More bleeding in vulnerable elderly people who switch to DOAC

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Vulnerable elderly people with atrial fibrillation (AF) in whom the vitamin K antagonist (VKA) is replaced by one of the newer direct-acting oral anticoagulants (DOACs) have significantly more bleeding. This is shown by a Dutch study by Linda Joosten of the UMC Utrecht et al., which was published in Circulation at the end of August and was presented at the conference of the European Society of Cardiology (ESC) in Amsterdam.

Patients with AF and an increased thromboembolic risk receive anticoagulation to prevent thromboembolic complications. This is preferably a DOAC, such as rivaroxaban, because less bleeding is seen with this than with VKAs such as acenocoumarol. The effectiveness is the same. About 30 to 40 percent of all elderly people with AF still use a VKA. In general, patients with AF who are still using a VKA are switched to a DOAC. But whether older and vulnerable (‘frail’) patients, a population not included in previous studies into the safety and effectiveness of DOACs versus VKAs, also benefit from this is unclear.

Switch

The researchers therefore divided 1,330 vulnerable elderly people aged 75 years or older with AF who were already treated with a VKA into two groups. One group continued with the VKA, the other switched to a DOAC. ‘Frailty’ was defined using a validated questionnaire, the Groningen Frailty Indicator (GFI). The choice of the type of DOAC was left to the prescriber. ‘Major’ or clinically relevant ‘non-major’ bleeding and thromboembolic events were recorded over a period of one year.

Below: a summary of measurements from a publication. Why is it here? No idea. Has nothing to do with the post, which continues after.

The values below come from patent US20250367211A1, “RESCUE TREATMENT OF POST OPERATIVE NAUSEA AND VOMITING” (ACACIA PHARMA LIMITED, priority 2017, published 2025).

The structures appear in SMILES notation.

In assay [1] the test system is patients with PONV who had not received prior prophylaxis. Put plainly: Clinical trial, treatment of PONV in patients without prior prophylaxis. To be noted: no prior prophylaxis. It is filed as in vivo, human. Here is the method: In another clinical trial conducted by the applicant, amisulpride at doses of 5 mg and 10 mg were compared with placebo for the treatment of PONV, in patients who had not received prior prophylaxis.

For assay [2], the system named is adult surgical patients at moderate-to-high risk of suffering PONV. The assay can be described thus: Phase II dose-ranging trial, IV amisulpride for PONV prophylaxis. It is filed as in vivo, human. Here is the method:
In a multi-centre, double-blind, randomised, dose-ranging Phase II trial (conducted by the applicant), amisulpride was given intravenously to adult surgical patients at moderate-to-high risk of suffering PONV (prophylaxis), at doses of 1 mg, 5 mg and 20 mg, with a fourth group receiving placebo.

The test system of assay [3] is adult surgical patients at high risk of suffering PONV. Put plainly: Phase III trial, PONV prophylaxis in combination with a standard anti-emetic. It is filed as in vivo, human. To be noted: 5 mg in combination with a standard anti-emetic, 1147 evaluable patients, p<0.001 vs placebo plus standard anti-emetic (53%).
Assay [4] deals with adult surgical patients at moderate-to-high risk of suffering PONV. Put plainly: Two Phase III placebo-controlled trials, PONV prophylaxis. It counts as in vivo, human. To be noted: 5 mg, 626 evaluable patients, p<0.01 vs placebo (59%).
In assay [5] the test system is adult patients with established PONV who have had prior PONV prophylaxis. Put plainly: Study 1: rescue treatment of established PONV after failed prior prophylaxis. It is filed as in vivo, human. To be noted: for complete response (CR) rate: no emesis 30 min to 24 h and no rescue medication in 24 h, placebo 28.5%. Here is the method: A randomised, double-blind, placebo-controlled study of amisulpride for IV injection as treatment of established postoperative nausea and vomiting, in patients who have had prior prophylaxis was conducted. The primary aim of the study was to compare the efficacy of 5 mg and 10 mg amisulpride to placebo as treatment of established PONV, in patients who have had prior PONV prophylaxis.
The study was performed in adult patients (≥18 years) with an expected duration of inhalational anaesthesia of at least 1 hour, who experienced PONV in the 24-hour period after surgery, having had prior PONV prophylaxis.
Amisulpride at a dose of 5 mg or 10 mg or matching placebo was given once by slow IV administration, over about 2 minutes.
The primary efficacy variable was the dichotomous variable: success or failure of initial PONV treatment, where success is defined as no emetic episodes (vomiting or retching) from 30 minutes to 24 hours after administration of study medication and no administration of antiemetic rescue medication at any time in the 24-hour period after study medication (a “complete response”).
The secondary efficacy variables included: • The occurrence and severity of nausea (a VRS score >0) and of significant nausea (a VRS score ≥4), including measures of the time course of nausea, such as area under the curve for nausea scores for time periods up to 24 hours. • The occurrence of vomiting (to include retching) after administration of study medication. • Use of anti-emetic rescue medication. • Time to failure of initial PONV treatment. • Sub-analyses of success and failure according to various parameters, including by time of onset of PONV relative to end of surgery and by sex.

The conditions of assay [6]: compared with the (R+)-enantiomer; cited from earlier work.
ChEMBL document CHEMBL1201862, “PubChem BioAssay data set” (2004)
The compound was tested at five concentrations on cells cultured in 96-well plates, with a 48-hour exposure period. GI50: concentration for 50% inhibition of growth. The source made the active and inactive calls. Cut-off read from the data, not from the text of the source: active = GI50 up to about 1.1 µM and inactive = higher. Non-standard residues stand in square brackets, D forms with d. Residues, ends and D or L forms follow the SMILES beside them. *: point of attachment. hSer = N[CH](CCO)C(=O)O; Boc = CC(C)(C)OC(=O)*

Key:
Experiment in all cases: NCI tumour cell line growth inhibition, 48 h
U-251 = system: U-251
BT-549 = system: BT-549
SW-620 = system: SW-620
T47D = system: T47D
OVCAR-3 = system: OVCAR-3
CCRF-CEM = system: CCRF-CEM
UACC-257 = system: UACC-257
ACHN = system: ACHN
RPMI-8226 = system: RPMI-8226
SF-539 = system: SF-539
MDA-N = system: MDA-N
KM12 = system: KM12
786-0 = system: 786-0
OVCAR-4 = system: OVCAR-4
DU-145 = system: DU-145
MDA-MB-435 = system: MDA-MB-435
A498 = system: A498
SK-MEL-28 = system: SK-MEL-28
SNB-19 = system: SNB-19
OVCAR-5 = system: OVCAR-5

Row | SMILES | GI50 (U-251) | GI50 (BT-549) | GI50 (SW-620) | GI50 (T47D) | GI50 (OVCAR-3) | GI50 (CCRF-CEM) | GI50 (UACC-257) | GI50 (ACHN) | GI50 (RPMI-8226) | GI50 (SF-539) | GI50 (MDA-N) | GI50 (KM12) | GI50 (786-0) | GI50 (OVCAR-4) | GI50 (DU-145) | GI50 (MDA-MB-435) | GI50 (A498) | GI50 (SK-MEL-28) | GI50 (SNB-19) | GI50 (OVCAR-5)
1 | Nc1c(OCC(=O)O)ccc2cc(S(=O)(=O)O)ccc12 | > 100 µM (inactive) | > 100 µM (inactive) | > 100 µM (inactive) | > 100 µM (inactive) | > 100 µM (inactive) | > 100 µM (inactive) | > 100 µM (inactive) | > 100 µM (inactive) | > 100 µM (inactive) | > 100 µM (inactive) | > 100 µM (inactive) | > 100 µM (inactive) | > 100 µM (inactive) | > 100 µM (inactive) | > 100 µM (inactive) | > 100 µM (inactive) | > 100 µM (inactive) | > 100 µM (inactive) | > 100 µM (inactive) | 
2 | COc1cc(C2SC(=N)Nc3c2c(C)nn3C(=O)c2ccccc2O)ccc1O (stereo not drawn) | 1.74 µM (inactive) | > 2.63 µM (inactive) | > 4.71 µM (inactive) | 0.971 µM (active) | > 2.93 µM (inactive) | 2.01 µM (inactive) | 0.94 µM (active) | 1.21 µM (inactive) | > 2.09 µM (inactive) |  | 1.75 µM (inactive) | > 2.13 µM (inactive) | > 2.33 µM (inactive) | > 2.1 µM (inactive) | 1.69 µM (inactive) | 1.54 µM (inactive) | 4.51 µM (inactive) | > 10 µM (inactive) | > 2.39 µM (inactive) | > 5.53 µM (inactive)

Stopped prematurely

The mean age was 83 years, the CHA2DS2-VASc score 4. All DOAC classes were represented in the study. The DOAC group consisted of 662 patients, the VKA group of 661. Due to the high number of bleeding events, the study was stopped prematurely. A total of 163 bleeding events occurred, of which 101 (15.3%) in the DOAC group and 62 (9.4%) in the VKA group. No firm conclusion could be drawn about effectiveness due to the small number of thromboembolic events. Of these, 16 (2.4%) occurred in the VKA group versus 13 (2%) in the DOAC group.

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